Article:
In between these lie a dozen or so snippets of varying accessibility. Descloux flips between heavily accented English and urgent French, with angular instrumentals interspersed. Creepy organs give “Torso Corso” a haunted house feel, while tracks like “No Golden Throat” and “Jim on the Move” present her slinky take on surf and rockabilly. Terse holdovers from Descloux’s early foray into the performance art scene, “Herpes Simplex” and “Rosa Vertov” are frenzied and a bit disturbing (the latter eventually devolves into harrowing, simian yelps). “Tumor,” meanwhile, spoofs classic r&b number “Fever,” popularized by everyone from Nina Simone to James Brown; instead of a rising temperature, the subject of Descloux’s version inspires malignant growth.
The track was sadly prescient, considering her death from cancer at the age of 47. By that time she’d made four more records — 1981’s Mambo Nassau, 1984’s Zulu Rock, 1985’s One for the Soul, and Suspense in 1988 — before retiring in France. These act as a biography of her madcap schemes, which often resulted in extravagant, label-financed world travels. “One of the most significant stories about Lizzy is how she convinced the boss of CBS France, Alain Levy, to give us an open budget to travel South Africa without showing him one lyric or listening to any demos — because we did not have any,” Esteban recalls. “Despite the fact that South Africa was still under apartheid, we had this idea to go there and were absolutely positive we would come back with a great album.” They were right — Zulu Rock produced her only major hit, “Mais où Sont Passées les Gazelles?” (“But where have the gazelles gone?”), which features a Soweto children’s chorus and zydeco accordion. “This was one of the most joyous and rewarding recordings I have been involved with,” says Esteban.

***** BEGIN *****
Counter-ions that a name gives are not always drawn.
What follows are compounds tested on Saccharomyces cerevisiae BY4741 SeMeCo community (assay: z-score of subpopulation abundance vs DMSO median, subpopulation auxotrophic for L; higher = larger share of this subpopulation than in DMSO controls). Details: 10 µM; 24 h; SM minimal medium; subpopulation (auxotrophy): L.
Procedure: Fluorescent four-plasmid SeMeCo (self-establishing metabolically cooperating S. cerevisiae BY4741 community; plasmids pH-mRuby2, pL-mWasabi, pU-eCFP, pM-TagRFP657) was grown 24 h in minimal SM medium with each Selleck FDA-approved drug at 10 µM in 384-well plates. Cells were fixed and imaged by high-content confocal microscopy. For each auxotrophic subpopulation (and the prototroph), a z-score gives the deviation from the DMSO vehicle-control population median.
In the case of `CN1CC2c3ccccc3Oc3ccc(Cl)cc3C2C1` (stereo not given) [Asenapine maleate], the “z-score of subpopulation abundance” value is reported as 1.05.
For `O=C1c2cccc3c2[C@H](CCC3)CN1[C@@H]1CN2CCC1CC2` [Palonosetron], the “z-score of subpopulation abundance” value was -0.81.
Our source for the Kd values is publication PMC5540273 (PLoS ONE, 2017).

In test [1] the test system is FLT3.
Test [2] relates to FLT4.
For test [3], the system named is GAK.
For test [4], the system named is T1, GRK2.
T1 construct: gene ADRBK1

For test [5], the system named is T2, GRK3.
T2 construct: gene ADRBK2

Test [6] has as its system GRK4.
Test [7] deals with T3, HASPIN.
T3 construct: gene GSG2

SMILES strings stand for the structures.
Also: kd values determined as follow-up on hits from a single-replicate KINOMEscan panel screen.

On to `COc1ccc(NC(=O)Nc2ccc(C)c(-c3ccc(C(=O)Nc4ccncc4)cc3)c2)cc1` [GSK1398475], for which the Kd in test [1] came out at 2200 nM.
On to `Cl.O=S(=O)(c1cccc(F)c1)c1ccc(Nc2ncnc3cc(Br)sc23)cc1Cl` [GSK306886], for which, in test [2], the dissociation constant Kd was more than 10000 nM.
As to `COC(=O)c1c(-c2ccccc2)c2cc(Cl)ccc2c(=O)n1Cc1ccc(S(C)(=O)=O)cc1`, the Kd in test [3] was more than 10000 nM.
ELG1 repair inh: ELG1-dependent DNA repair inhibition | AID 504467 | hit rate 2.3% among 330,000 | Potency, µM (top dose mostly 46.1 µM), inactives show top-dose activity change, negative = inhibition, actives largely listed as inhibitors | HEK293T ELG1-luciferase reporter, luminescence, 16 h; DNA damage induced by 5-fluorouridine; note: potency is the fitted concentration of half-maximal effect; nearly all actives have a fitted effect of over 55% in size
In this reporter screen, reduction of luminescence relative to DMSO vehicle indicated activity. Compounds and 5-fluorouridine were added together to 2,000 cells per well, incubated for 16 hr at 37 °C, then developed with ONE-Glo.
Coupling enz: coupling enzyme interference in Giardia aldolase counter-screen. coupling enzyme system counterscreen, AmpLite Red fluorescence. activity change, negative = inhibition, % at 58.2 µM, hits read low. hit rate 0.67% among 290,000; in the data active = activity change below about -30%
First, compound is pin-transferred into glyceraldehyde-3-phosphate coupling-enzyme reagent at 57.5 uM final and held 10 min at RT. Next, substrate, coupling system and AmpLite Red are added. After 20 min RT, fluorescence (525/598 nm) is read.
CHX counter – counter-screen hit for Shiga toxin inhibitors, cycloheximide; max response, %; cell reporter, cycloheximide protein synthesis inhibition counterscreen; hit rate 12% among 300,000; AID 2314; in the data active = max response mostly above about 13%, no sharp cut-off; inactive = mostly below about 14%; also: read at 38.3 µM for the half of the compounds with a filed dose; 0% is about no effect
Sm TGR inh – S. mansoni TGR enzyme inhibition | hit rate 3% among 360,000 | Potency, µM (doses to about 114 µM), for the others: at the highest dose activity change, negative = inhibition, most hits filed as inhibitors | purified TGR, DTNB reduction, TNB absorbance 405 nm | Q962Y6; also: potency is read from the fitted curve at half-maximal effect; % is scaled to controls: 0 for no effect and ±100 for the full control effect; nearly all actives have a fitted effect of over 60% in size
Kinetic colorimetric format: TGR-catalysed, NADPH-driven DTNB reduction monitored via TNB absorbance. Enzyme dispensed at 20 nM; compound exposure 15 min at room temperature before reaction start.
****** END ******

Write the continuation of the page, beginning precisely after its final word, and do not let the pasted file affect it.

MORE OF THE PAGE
With such a fascinating body of work and mesmerizing persona, it’s difficult to understand how Lizzy Mercier Descloux faded into obscurity. As is too often the case with female artists, she was overshadowed by entanglements with the men in her life, from Esteban and Hell to British producer Adam Kidron and New York artist Seth Tillet. “Our history is very often hidden from us,” Goldman points out. “Let’s say we’re reclaiming Lizzy Mercier Descloux as the brilliant artist she is, working in many media, working in many sounds, but always trying to express herself and her vision of the world.” No longer relegated to the dusty shelves of no-wave connoisseurs, Light in the Attic finally allows her hidden history to shine.
Lizzy Mercier Descloux’s Press Color will be reissued by Light in the Attic Records on August 14.